Lord was apprenticed to Messrs.
Edgecombe & Stannes, chemists in Tavistock, and then entered the Royal Veterinary College, London, 4 November 1842. And received his diploma 29 May 1844. He established himself as a veterinary surgeon at Tavistock.
But he began to drink, and he suddenly disappeared.
Lordis said to have made a whaling voyage and been shipwrecked, and to have been for some years a trapper in Minnesota and the Hudson Bay fur countries. On 19 June 1855, during the Crimean War, he was appointed to the British Army in the East as a veterinary surgeon with local rank, and attached to the artillery of the Turkish forces, with which he served in the Crimea.
He received the rank of lieutenant 4 January 1856. In August 1856 he was acting as veterinary surgeon with local rank and senior lieutenant of the Osmanli horse artillery.
When British Columbia was formed into a colony, after the gold discoveries on the Fraser River in western Canada in 1858, Lord was appointed naturalist to the commission which was sent out to run a boundary line along the 49th parallel north of latitude, separating the new colony from United States territory.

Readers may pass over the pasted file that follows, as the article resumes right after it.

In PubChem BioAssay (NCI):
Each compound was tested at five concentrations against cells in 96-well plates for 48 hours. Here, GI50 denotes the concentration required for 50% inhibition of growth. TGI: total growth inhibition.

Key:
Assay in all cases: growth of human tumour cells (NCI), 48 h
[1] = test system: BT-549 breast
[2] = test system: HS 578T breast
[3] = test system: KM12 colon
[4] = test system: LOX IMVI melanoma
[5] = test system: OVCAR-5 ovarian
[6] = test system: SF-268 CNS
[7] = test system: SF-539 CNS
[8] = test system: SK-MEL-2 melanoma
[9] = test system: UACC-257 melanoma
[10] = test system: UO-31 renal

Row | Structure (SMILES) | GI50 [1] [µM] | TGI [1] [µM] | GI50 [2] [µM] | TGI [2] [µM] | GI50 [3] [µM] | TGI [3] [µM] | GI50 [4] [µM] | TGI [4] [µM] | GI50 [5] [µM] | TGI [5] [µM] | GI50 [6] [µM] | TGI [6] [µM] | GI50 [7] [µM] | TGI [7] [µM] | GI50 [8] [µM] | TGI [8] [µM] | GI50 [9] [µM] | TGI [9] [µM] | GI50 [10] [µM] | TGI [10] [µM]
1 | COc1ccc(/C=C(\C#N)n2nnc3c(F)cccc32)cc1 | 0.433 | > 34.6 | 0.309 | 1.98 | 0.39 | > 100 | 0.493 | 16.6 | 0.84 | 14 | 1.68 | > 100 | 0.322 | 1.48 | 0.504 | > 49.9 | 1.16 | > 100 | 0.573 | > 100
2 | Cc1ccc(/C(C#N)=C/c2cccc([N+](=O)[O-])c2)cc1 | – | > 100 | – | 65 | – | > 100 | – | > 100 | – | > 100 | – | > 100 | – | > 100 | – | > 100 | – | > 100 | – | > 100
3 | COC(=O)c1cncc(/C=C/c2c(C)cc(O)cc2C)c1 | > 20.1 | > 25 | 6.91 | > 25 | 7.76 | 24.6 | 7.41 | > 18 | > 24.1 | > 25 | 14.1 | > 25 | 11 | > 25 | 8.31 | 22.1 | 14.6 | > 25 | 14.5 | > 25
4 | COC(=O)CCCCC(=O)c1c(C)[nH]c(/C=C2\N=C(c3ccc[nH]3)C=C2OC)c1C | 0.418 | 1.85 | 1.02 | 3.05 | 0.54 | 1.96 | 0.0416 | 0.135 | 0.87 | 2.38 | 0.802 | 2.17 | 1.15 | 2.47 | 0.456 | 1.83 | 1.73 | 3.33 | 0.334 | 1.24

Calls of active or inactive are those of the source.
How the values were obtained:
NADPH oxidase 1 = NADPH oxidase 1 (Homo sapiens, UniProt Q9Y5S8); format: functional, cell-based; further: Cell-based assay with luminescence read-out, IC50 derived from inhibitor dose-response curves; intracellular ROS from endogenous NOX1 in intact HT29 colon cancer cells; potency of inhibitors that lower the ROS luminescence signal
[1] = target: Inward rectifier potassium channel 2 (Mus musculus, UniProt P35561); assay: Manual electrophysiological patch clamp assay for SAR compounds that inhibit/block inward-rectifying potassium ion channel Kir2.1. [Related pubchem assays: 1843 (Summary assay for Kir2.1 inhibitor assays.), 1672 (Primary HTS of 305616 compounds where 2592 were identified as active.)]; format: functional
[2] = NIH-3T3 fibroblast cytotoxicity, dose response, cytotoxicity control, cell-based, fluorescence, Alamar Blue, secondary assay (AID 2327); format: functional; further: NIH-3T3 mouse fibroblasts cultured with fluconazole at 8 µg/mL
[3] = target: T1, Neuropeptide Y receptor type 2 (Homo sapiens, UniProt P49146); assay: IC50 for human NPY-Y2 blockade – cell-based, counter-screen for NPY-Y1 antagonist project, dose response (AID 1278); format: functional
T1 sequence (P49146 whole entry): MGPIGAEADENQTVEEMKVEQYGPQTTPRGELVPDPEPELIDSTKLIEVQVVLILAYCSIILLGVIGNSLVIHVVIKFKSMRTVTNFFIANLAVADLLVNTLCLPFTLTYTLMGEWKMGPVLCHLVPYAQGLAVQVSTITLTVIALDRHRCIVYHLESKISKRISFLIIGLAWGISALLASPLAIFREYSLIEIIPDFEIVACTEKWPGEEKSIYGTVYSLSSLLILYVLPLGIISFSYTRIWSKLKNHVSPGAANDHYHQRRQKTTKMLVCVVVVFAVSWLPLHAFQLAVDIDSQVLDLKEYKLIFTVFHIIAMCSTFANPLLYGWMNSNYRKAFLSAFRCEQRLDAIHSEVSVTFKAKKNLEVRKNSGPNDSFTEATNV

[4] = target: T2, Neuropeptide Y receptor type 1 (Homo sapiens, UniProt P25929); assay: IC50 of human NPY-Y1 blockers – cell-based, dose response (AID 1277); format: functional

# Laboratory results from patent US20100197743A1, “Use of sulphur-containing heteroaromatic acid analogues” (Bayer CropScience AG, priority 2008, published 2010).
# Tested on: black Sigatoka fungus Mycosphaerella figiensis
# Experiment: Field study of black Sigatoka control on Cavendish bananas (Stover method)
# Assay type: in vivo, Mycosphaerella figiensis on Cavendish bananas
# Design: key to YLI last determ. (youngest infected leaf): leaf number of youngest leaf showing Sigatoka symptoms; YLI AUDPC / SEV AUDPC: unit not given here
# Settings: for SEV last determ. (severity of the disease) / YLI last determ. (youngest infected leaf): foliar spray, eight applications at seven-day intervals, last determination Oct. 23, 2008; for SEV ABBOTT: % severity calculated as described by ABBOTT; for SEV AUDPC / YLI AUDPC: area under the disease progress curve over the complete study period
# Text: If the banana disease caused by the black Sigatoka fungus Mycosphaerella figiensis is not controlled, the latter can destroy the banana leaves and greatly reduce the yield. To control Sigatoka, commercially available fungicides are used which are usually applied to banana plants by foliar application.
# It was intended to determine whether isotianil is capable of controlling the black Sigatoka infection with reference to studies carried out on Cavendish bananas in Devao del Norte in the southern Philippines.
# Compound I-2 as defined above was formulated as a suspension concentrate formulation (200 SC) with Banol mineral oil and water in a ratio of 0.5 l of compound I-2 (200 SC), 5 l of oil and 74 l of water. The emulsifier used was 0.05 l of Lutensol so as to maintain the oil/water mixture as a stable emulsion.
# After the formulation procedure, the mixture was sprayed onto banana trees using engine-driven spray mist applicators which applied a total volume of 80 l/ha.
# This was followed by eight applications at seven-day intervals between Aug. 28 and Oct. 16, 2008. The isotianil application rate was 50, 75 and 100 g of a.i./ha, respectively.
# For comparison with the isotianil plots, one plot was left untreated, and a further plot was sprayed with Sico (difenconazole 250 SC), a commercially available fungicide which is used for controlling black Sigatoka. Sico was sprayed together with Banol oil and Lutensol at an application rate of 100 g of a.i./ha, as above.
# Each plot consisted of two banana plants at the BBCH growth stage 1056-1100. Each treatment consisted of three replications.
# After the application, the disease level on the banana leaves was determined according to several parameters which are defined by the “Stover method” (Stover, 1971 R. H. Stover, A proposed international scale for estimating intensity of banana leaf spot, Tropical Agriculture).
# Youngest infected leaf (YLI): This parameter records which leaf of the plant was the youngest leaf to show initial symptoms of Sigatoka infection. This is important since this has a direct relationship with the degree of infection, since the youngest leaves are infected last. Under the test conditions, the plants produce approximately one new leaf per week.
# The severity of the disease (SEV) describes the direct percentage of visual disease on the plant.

He was for some time resident on Vancouver Island. The collection (mammals, birds, fishes, insects, and other) made by him went to the British Museum (South Kensington). Two claimed new mammals, Fiber osoyooensis and Lagomys minimus (ie American Pika), were described by him in the Proceedings of the Zoological Society, 1863.
In the same year he delivered lectures in the garb of a trapper on The Canoe, the Rifle, and the Axe, at the Egyptian Hall, Piccadilly, London.
And there he became acquainted with Francis Trevelyan Buckland. At Buckland"s suggestion he became a contributor to the The Field, and joined the staff of Land and Water on its establishment 1 January 1866.
Subsequently Lord was employed by the Viceroy on archæological and scientific researches in Egypt. While there he made observations on snakes and exposed the tricks of the snake-charmers.
He brought to London collections of remains from ancient mines and sent them back to Egypt after arranging them.
Lord was appointed the first manager of the Brighton Aquarium, which was opened 10 August 1872. Four months later he died, in his fifty-fifth year, at his residence, 17 Dorset Gardens, Brighton, 9 December 1872.